Essex rail-crossing saved for walkers, riders and cyclists

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A planning inspector has ruled that Motts Lane crossing of the railway line at Witham, about 10 miles north-east of Chelmsford in Essex, must remain open. The crossing is a public bridleway for use by walkers, horse-riders and cyclists. Network Rail wanted to close the crossing on alleged grounds of safety and offered to provide a pedestrian bridge instead.

The Open Spaces Society, British Horse Society, CTC, East Anglia Farm Rides, Essex Bridleways Association, Essex Local Access Forum and Ramblers were among the objectors. The OSS and others argued that closure of the crossing would leave a dead end for horse-riders who would be forced to make long detours. The Ramblers argued that since there was no new bridge at present there would be no enforceable agreement for anyone to provide a bridge and that all the rights would be stopped up.

Because there were objections the matter was referred to the Planning Inspectorate. Inspector Helen Slade considered that the current risk was not ‘so overwhelming as to negate the remainder of the use which is acceptably safe and adequately controlled’. She felt that if the crossing was closed there could be ‘a greater risk of misuse, given the need demonstrated by the current levels of use’. The proposal did not include provision for a bridge and she felt that the ‘inconvenience to the public as a result of the intended stopping-up outweighs the issues of safety which have not been demonstrated to me to warrant the closure of the crossing entirely. She considered it to be ‘a very important crossing’.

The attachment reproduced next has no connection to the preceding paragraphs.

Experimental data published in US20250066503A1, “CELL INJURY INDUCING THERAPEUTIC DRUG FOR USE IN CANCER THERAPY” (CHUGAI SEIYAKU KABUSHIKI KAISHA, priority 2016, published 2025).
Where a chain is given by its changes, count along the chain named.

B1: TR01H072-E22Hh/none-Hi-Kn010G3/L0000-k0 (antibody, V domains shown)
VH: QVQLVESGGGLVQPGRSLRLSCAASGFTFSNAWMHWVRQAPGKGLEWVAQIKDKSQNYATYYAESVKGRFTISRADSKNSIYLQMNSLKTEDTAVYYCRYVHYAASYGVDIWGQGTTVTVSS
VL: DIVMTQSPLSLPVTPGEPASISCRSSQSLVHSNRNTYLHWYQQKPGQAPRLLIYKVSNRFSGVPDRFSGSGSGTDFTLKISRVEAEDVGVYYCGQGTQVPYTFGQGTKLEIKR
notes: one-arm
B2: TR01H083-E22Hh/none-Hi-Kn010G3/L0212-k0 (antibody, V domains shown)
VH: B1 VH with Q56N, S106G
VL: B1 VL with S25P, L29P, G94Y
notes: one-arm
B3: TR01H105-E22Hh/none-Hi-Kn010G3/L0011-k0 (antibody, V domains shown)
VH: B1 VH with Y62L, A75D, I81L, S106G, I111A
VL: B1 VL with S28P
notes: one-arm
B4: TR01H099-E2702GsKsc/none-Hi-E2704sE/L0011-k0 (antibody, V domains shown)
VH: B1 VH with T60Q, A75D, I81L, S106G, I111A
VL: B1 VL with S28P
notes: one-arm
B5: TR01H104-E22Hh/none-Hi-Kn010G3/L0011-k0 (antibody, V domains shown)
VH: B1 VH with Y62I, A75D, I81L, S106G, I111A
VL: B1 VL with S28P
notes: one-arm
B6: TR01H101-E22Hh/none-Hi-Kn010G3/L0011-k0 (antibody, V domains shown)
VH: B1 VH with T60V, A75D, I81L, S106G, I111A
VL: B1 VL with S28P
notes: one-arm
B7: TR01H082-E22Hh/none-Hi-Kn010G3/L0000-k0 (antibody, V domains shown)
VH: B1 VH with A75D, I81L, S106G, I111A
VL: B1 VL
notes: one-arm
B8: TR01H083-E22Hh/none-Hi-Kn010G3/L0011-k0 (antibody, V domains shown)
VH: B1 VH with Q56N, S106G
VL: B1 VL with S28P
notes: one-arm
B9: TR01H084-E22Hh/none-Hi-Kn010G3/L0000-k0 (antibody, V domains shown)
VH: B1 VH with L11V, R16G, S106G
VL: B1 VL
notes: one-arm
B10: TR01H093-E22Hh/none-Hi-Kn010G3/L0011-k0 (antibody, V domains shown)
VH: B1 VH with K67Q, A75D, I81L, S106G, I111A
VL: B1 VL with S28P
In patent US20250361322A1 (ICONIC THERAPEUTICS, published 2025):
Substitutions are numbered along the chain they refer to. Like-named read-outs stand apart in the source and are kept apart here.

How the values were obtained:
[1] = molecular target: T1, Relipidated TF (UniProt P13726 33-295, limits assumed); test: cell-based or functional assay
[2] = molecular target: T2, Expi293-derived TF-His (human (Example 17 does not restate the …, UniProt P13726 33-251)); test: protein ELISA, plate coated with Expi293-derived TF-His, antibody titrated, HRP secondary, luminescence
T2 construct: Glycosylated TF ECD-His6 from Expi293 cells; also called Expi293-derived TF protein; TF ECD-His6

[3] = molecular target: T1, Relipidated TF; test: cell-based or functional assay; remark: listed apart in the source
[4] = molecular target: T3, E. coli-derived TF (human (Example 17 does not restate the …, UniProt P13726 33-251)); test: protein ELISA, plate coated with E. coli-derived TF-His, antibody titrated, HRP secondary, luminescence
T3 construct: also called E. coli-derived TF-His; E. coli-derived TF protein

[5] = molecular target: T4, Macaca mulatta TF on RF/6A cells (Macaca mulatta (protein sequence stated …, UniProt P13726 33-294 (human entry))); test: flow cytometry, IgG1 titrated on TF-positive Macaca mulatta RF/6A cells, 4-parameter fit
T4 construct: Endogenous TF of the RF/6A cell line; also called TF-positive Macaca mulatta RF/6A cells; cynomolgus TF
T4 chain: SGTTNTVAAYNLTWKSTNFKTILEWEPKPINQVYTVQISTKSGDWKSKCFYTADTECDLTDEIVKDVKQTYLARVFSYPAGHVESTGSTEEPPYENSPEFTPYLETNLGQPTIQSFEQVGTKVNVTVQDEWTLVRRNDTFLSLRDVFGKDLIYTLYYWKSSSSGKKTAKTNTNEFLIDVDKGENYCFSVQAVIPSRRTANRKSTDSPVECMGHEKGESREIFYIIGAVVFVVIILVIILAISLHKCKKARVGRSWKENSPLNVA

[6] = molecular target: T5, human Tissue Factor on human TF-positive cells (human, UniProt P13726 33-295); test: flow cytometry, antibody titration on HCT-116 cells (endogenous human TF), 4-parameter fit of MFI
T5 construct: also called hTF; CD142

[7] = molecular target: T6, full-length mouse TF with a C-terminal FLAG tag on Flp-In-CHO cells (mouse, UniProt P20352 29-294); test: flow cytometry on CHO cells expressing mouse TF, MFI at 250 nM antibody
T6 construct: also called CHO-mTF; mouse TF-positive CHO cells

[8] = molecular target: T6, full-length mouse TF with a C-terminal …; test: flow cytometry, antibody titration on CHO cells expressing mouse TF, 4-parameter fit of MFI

Says our general secretary, Kate Ashbrook: ‘This is an excellent result. There was inadequate evidence of public risk in using the crossing and if it had been closed, walkers, riders and cyclists would have been forced to use a long, boring and potentially dangerous detour on busy roads, putting them at undoubtedly greater risk.’

A survey of people using the crossing on Tuesday 23 August 2011 from 11.01am to midnight showed 171 pedestrians and 59 cyclists. The inspector noted that this was during the holiday period and excluded the morning rush-hour, and said ‘this implies a very important crossing during normal working weeks’.

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